2016 has, generally, been pretty poor- personally, nothing major at all- but we’ve had the idiocy of Brexit, with the corresponding rise of hate crime, a quite spectacularly inept prime minister, and the election of a dangerous halfquarter-wit in the US. In the computing world, we saw the IP Bill pass into law, so someone besides me knows you’re reading this, and the Digital Economy Bill is on its way. The future’s so bright, I gotta wear shades.

Looking forward to 2017, I’d like to wish everyone a happy new year: let’s hope for a better one: as Brownhills Bob said online recently, we can at least hope that Trump might fall out of an aeroplane and hit Farage on the way down.

Taphouse Tour: Summary

Wednesday, December 28th, 2016

The Taphouse Tour is over, and here’s a summary:

Name Score
The Duke William 9.75
The Old Bulls Head 9.37
Green Duck Brewery Badelynge Bar 8.75
Beacon Hotel 8.66
The Fountain 8.44
Hail to the Ale 8
The Sow and Pigs 7.525
The Park Inn 6.98
The Windsor Castle 6.8
The Gunmakers Arms 6.542

A less hectic pace than 100 pubs, but still presented it’s challenges. We made this mistake of visiting the logistically easy ones first, leaving us with complex trips to the darkest Black Country.

Taphouse 10: The Old Bulls Head

Wednesday, December 28th, 2016

Pubblog Link
Whatpub Link
Brewery Site

Taphouse 10, again with a brewery actually onsite- Black Country Ales.

[Photo to follow as mine is terrible]

BCA have made quite an impact around here, with their beer and pubs being held in high regard.

A lovely pub with great food, staff, and beer. Less of a trek than some, with a 2/3 bus journey, not too bad for darkest Black Country. Welcoming, warm, relaxing and a great spot for the end of our tap house tour on a cold day.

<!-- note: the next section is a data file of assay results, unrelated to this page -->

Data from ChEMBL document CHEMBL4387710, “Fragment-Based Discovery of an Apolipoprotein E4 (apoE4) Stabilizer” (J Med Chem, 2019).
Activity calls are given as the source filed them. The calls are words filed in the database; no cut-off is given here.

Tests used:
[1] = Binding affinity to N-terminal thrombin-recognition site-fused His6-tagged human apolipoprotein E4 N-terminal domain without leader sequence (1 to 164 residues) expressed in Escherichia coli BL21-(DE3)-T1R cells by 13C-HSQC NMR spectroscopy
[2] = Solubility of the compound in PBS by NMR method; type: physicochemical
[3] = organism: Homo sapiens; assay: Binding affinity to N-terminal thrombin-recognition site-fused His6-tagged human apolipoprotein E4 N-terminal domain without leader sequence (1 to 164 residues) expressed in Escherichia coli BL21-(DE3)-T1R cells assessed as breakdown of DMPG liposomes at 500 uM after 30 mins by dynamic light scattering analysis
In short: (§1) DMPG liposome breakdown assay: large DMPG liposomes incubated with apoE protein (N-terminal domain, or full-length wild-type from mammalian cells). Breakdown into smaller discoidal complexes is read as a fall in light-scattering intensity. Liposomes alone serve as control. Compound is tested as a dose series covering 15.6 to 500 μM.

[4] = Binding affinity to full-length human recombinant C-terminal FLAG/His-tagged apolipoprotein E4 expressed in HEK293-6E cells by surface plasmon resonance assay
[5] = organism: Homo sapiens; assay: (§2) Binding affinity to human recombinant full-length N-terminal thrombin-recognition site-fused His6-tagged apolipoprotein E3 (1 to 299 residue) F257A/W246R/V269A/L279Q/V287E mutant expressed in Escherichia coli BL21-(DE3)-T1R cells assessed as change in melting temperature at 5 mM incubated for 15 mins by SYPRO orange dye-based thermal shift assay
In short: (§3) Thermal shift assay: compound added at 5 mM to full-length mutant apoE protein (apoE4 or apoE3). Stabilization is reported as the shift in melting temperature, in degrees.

Ambience 10
Beer choice/quality 8.5
Architecture 8.67
Cobs/Pies/Snacks 10
Toilets 9.67

Which means an overall score of 9.37, making it the runner-up, behind The Duke William, sadly the hardest to get to….

Make Tech Difficult

Monday, December 12th, 2016

One of the things non-techies hate about tech is the complexity of setting some things up, and the rise of IoT, and the ubiquity of smartphones and home broadband has meant that our homes have more and more tech, and that tech is expected to talk to the cloud, and perhaps talk back.

Manually configuring this gear can be a bit tricky, so there’s a bunch of things making it easier. Your ISP may well provide a router, with default passwords. IP cameras will “phone home” to the manufacturer’s site to register themselves, so you don’t have to manually set up dynamic DNS. That router from your ISP will probably use UPnP so it can open ports for the camera and any other devices. Things like Nest or Hive bypass that by depending on a server in the cloud on someone else’s computer to make the connection.

All nice so far. Even better, these things are putting my favourite OS, Linux out there. As Linux is free, and powerful, and efficient on the low-power chips in these devices, it gets used a lot.

You’d think I’d be pleased.

But there’s a problem. Lots of these devices have poorly implemented security. Others depend on a hosted service, so if someone decides to stop supporting it, or indeed changes the API you have an expensive paperweight.

The Mirai attacks first turned IP cameras into a huge botnet, and now malware has got its hands on routers: the very device you expect to secure your home network, and let’s not forget that if your IP camera (inside your firewall/router) is compromised, it could be used as a tool to attack your PC, and the router will happily help out by opening ports for it: many cameras have poor web interfaces and hardcoded “root” passwords (I have one myself with a password of “123456”)